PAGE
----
The Minister for Communications and Digitalisation, Ursula Owusu-Ekuful, has disclosed that shareholder loans of AirtelTigo were not transferred to the state as part of its takeover of the company.
Other creditors have either written off loans advanced to the company or slashed down the liability, Mrs. Owusu-Ekuful also said.
The Government and the parent companies of AirtelTigo, Bharti Airtel Ghana Holdings B.V. and MIC Africa B.V have concluded negotiations and signed an agreement to transfer the shares of the company to Ghana.
This was after the company’s departure from the Ghanaian market in October 2020 as announced by Airtel and Millicom.
The agreement transferred all customers, assets and agreed liabilities of AirtelTigo to the Government of Ghana.
Mrs. Owusu-Ekuful noted that “the shareholders of Airtel and Tigo are not passing on the shareholder loans that were advanced to the company.”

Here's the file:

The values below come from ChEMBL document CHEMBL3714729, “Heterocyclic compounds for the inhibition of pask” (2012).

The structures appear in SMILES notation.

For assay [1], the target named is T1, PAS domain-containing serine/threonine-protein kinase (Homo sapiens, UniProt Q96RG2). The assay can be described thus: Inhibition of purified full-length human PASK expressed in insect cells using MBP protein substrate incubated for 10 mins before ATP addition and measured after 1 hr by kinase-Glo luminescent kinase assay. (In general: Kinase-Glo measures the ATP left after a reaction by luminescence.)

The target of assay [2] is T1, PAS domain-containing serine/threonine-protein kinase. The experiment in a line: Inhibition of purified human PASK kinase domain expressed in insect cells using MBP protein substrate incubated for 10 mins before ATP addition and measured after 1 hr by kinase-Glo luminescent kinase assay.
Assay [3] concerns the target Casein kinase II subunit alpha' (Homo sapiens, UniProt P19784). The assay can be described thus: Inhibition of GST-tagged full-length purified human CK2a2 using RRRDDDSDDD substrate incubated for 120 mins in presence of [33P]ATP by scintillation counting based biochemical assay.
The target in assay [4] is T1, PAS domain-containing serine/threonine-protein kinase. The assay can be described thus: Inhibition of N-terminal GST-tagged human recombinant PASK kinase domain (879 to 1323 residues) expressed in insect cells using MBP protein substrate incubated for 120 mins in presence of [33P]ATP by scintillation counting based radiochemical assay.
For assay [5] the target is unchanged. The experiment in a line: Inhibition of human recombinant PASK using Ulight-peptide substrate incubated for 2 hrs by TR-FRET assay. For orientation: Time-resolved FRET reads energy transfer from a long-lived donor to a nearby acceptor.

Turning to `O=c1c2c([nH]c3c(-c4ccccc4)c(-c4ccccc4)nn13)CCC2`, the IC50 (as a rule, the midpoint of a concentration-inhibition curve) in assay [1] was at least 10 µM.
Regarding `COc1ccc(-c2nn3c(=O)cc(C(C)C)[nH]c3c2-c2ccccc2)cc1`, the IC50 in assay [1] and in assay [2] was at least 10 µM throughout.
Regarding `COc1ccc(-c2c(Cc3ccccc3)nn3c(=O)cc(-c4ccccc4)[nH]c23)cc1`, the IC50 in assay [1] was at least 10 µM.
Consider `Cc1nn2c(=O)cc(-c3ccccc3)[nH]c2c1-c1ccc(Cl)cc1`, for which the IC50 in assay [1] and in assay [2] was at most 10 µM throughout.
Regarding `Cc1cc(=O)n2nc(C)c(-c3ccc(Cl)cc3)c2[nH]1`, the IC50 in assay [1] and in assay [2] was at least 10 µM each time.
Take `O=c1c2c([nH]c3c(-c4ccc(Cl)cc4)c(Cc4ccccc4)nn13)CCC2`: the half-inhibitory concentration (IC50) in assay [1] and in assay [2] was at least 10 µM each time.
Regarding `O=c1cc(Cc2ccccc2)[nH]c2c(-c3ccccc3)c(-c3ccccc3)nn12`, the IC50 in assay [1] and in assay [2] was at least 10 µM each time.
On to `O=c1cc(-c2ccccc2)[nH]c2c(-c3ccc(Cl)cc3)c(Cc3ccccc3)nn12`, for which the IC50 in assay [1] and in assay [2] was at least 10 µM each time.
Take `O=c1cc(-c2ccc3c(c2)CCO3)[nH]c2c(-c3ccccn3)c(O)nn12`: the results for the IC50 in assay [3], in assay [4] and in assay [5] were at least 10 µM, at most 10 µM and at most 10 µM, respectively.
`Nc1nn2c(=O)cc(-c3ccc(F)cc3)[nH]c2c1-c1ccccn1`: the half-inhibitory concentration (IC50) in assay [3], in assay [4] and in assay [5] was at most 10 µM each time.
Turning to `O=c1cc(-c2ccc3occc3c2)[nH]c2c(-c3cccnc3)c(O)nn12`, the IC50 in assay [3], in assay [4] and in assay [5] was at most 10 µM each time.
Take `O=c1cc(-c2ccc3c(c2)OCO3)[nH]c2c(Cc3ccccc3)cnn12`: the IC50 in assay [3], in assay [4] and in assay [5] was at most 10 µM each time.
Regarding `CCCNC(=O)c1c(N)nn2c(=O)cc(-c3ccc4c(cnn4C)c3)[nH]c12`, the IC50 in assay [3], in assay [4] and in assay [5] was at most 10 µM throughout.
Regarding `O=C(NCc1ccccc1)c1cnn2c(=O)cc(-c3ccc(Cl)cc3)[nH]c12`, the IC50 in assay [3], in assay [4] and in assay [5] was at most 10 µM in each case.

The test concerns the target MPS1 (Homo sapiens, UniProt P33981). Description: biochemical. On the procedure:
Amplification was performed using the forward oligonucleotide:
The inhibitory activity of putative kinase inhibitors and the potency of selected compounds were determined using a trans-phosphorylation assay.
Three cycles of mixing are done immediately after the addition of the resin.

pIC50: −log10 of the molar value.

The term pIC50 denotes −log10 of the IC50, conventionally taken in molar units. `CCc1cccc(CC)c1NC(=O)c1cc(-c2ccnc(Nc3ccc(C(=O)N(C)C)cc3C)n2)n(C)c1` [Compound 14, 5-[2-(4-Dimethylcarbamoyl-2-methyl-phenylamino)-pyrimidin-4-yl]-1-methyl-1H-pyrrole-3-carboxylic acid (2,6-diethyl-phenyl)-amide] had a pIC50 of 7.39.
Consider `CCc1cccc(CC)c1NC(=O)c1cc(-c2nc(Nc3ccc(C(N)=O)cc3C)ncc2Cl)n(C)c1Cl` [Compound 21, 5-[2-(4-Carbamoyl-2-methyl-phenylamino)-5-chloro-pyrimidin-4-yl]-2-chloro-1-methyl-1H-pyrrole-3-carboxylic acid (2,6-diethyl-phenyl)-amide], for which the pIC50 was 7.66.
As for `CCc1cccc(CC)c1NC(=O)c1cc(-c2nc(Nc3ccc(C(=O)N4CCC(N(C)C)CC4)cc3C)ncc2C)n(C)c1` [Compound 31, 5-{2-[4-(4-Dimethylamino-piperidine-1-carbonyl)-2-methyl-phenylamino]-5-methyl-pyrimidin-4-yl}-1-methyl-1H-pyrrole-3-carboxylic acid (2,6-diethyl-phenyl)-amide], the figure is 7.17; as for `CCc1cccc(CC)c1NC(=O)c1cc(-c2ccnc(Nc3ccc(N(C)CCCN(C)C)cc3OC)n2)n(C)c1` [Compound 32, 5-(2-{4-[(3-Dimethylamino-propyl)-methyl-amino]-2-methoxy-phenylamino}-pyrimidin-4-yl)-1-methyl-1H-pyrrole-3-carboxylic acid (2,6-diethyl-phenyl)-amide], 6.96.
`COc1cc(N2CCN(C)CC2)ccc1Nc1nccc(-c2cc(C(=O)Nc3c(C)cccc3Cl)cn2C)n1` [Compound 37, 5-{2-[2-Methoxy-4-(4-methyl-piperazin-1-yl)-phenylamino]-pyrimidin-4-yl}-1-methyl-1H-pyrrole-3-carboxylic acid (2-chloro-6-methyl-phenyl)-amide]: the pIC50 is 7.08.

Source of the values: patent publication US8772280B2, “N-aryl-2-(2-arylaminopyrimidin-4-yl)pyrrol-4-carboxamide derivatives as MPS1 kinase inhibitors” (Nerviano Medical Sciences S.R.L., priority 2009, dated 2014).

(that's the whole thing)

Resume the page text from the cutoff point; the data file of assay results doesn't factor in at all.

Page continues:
According to her, “that is one of the main items that was hurting the balance sheet of the company.”
“So 100 percent of all the loans have been forgiven, more or less. They are not seeking the repayment of those loans.”
Among the notable liabilities was a $100 million facility from Standard Charted Bank.
But according to Mrs. Owusu-Ekuful “the company is now only saddled with 50 percent of that liability.”
“These measures also helped free the company from the debt burden that it was under,” she added.
The minister assured all local creditors of the company that “we are going to sit down with them and look at ways in which we can assist the company to meet its obligations towards them.”
AirtelTigo serves around 5.1 million subscribers and offers direct and indirect employment opportunities to almost 10,000 people.